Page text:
49ff. Reg: speech ascriptions in this pageant are inconsistent in that they use Magister and Doctor for the same set of characters.
56 aught. So RB; LTS: might.
82 lyve. Corrected in Reg; scribe originally wrote lyke.
89 bowrdyng. So RB; Reg, LTS: brandyng.
128 To say. Misplaced at end of previous line in Reg.
132 That. So RB, following Towneley; Reg, LTS: And.
134 Yitt fande. So RB2; LTS: Itt fand; Reg: Itt fande.
161 then. Misplaced at the beginning of line 162 by scribe in Reg.
181 forbedis. So RB; LTS: fo[r]bedis; Reg: fobedis.
209 we. So LTS, RB; omit Reg.
210 days thre. This edition; LTS, RB: ther dayes thre; Reg: thre dayes thre.
221 ye se. This edition; Reg: y se; LTS: y[e] se; RB: se ye.
227 gone. Altered to done by LH in Reg.
249 MARIA. Initially assigned by scribe to Jhc (deleted) in Reg.
253 twa. Reg: twa son (son deleted).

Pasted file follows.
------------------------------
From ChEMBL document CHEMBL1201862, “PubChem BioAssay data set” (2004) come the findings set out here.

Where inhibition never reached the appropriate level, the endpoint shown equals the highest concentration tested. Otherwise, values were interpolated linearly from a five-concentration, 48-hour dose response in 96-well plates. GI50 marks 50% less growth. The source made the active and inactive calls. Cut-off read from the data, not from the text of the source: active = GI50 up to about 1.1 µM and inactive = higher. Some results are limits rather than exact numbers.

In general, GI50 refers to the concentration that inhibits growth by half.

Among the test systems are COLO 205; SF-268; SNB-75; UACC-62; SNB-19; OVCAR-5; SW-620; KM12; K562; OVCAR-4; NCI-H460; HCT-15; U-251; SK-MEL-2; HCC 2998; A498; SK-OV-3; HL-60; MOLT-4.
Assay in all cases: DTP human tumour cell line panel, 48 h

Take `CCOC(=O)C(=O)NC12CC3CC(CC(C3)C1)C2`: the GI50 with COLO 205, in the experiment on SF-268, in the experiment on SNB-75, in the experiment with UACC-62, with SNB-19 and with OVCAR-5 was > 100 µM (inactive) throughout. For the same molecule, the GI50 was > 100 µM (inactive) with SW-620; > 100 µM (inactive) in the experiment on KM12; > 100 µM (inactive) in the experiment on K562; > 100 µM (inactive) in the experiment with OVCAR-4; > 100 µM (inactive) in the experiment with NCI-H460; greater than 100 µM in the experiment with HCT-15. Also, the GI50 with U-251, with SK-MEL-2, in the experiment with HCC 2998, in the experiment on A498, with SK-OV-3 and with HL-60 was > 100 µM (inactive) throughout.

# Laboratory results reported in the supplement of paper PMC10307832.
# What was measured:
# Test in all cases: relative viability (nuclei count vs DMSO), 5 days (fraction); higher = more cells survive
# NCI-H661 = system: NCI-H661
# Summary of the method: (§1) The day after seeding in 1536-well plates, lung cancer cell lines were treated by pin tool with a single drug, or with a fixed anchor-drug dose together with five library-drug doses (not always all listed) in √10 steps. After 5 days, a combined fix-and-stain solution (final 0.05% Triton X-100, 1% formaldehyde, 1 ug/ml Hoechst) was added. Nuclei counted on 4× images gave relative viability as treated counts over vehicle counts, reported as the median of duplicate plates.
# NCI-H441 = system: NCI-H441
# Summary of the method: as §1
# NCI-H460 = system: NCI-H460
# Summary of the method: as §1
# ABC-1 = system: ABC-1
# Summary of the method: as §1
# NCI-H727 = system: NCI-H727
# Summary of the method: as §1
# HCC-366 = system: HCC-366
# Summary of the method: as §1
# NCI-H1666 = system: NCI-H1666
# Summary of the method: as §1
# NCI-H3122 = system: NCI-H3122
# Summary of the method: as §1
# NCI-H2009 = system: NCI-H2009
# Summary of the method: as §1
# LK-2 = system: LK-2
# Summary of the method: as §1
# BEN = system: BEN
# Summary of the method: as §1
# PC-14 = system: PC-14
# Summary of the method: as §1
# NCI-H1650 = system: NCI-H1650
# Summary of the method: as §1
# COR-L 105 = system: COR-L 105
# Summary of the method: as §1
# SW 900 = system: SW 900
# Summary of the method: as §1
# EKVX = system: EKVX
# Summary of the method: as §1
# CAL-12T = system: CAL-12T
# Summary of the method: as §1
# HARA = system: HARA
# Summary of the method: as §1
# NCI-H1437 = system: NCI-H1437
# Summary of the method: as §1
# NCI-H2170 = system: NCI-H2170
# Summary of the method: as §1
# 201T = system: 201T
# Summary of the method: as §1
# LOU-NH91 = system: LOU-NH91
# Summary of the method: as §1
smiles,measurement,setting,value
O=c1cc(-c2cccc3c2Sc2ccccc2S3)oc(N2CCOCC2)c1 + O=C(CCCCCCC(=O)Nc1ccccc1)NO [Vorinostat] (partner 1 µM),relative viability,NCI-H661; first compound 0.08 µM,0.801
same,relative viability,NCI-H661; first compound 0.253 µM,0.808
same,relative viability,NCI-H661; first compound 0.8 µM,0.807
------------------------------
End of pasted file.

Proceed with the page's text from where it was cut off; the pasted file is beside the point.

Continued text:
254 Son. Added by LH in Reg.
255 and. Ampersand interlined by LH in Reg.
271 or be. Misplaced at the beginning of the following line in Reg.
275 and he. Erasure between words in Reg.
288 Below, Scribe B has listed Jesu, Maria, Joseph, and Primus doctor, Secundus Doctor, et Tercius Doctor.
Play 20, CHRIST AND THE DOCTORS: EXPLANATORY NOTE FOOTNOTES
Footnote 1 York Missal, 1:36.
Footnote 2 For a collation comparing these plays, see Coventry Corpus Christi Plays, pp. 175–89, but see also Greg’s “Bibliographical and Textual Problems” and his chapter on the subject in his 1935 Malone Society volume (Trial and Flagellation with Other Studies, pp. 101–20), with corrections by Cawley, “Middle English Metrical Versions,” pp. 134–40.
Footnote 3 Love, Mirror, p. 59.
Footnote 4 See also King, York Mystery Cycle, pp. 38–41.
The Sporiers and Lorimers
Go To Play 21, The Baptism of Christ